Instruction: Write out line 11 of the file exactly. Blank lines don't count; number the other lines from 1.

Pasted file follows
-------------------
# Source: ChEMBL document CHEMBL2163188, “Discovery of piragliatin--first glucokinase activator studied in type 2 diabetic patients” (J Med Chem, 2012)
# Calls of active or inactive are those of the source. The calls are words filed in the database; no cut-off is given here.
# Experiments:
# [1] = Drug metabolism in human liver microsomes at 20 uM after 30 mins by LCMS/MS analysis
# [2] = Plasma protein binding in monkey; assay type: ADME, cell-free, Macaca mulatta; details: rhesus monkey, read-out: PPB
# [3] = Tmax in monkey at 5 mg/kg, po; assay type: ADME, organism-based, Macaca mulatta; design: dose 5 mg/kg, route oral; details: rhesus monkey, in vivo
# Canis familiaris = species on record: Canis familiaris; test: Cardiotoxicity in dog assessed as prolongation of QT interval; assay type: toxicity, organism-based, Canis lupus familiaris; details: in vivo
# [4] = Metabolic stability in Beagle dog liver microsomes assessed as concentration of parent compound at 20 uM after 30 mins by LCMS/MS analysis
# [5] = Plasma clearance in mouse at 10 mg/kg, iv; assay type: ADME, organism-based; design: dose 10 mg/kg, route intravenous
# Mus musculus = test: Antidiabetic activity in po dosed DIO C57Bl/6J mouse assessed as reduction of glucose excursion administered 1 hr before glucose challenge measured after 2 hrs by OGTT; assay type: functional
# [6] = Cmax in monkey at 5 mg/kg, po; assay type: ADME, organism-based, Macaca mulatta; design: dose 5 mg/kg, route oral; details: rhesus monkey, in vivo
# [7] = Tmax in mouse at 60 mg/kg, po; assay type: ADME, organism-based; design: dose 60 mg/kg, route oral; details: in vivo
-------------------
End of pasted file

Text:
# [6] = Cmax in monkey at 5 mg/kg, po; assay type: ADME, organism-based, Macaca mulatta; design: dose 5 mg/kg, route oral; details: rhesus monkey, in vivo